Why Did T-Rex Have Such Short Arms? Scientific Study of ‘Sue’ Could Determine the Answer

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Tony Maples Photography


A viral video showing the many theories that are being developed and researched on the nature of, or even the benefit of, a Tyrannosaurus Rex (T-Rex) having the short, stubby arms we now know them to have, has been posted by Minute Earth on their YouTube account, and it’s causing pause for thought. Minute Earth’s channel is dedicated to short, animated videos teaching the answers to, or asking valuable questions about, scientific items of curiosity here on Earth. Narrated by a team member, their animations fit the topics, and most likely keep a younger generation enthused, while at the same time, discusses subject matter that adults can relate to and (speaking from experience), often wonder about.

The video goes on to show viewers possible causes and natural effects that could result from the shortness of a T-Rex’s upper appendages, including posing the question as to whether there was, in fact, an evolutionary advantage to be had. They also touch on the opposite theory – that as opposed to having short arms as an advantage, they had them because large ones would have been a disadvantage. It also discusses the concept that the length of the arms neither hurt nor helped the animal, and that simply by quirky “luck of the draw”, that’s what they were given. It makes you wonder if the Texas Hill Country T-Rexes got married simply for the benefit of having another to scratch their itches! Those poor, miserable, killing machines…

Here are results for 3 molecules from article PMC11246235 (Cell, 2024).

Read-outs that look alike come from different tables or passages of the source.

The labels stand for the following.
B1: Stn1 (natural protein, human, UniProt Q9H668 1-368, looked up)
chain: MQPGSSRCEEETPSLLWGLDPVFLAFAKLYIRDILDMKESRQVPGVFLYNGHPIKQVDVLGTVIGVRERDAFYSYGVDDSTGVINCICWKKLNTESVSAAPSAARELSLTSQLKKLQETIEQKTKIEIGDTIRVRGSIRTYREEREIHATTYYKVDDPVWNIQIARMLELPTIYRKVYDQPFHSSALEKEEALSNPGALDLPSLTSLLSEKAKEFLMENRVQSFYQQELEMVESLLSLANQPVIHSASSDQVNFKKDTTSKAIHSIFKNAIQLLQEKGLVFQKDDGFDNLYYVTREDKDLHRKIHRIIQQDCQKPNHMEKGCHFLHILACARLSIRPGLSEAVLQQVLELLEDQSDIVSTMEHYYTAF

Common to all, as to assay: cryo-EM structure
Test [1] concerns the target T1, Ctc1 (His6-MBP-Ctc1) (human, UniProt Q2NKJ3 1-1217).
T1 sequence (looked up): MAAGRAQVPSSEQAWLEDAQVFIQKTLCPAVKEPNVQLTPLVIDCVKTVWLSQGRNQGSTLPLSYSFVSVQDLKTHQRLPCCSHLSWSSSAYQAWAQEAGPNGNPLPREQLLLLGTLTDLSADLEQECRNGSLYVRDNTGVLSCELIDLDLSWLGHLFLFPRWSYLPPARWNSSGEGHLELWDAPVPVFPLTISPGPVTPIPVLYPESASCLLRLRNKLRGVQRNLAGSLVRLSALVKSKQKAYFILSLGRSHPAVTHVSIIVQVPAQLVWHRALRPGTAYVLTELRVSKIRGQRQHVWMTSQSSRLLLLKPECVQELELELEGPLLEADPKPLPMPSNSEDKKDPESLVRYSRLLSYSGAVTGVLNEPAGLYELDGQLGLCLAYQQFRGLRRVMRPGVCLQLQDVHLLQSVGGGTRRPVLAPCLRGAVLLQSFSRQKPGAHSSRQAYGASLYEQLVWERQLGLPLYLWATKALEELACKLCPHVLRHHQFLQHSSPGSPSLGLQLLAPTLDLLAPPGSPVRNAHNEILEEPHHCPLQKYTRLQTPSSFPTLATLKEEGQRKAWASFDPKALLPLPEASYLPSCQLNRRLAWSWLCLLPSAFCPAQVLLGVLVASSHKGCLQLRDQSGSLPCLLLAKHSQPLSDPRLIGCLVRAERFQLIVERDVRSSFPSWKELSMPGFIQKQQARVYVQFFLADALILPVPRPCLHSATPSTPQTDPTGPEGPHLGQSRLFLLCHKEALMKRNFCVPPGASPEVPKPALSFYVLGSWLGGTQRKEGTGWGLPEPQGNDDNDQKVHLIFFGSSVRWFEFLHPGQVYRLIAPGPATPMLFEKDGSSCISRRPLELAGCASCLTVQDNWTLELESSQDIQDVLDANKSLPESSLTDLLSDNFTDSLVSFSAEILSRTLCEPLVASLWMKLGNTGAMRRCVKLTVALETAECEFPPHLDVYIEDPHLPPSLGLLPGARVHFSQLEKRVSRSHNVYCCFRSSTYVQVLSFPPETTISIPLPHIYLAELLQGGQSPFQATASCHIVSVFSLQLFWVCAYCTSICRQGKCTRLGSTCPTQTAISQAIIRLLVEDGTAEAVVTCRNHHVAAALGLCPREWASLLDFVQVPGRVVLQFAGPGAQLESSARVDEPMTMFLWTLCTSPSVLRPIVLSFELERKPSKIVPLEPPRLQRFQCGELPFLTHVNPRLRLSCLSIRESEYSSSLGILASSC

The video goes on to show how modern day traits are discerned in other animals and humans to be of either an evolutionary development or weird, dumb luck. It also explains that scientists are presently studying the microscopic wear and tear on the arm bones of “Sue.” Sue is the name that was given to the largest, most extensively and best-preserved T-Rex skeletal specimen ever discovered. She was over 90 percent recovered in bulk in August of 1990, by a paleontologist named Sue Hendrickson (hence the name), and she now resides as a permanent fixture at the Field Museum of Natural History in Chicago, Illinois. The study of her arm bones could help scientists determine whether the short arms on such a gigantic meat-eater were designed to be useful, useless, or a purely random trait. Either way, how much do you want to bet there was no need for a Texas anti-bullying law back then? It would be more like a T-Rex anti-bullying law… “you bully, I bite. End of story.”